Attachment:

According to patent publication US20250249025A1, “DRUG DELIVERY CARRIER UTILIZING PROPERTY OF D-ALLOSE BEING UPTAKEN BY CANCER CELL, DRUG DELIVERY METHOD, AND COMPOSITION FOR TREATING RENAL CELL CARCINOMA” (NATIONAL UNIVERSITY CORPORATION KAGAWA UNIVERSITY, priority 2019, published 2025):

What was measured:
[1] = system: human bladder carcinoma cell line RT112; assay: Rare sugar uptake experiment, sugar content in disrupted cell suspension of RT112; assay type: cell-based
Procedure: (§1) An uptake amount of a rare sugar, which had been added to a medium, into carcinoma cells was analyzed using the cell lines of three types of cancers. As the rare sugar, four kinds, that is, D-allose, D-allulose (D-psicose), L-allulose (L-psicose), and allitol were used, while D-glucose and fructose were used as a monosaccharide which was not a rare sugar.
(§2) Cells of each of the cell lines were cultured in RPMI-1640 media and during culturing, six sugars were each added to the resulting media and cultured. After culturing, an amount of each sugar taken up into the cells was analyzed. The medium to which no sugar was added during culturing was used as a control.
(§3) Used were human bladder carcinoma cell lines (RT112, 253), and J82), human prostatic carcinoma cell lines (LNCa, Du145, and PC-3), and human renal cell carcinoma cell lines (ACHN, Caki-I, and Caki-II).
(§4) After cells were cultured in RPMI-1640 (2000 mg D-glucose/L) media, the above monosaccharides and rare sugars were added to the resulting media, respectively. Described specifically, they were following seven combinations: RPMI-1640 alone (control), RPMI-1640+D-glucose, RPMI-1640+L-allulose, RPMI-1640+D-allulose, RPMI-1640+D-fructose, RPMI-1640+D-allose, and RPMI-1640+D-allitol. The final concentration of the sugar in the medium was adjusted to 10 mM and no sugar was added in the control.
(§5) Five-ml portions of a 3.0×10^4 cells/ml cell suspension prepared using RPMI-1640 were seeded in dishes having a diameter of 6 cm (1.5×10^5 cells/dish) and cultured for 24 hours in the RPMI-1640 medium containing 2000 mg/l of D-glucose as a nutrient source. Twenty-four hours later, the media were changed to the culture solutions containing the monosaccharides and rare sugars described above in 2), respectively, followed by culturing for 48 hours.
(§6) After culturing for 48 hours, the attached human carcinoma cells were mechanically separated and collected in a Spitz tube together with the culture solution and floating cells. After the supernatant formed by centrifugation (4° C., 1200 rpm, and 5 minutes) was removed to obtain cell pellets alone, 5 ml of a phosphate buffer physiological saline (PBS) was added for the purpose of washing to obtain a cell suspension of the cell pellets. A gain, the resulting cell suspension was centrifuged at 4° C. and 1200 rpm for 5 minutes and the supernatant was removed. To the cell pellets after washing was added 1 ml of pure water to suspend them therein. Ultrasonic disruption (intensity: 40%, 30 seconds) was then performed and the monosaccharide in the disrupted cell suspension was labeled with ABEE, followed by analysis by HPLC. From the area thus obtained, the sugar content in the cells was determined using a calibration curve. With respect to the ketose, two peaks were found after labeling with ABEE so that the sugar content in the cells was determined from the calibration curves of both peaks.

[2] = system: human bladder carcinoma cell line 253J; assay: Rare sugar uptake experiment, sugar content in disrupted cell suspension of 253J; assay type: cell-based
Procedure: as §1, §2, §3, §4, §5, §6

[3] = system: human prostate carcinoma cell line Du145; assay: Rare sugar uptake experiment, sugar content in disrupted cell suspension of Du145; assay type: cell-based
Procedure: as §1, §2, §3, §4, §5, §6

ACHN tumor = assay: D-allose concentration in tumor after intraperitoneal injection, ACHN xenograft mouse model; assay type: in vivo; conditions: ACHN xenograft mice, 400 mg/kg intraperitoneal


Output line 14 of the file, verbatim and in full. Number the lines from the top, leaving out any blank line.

ACHN tumor = assay: D-allose concentration in tumor after intraperitoneal injection, ACHN xenograft mouse model; assay type: in vivo; conditions: ACHN xenograft mice, 400 mg/kg intraperitoneal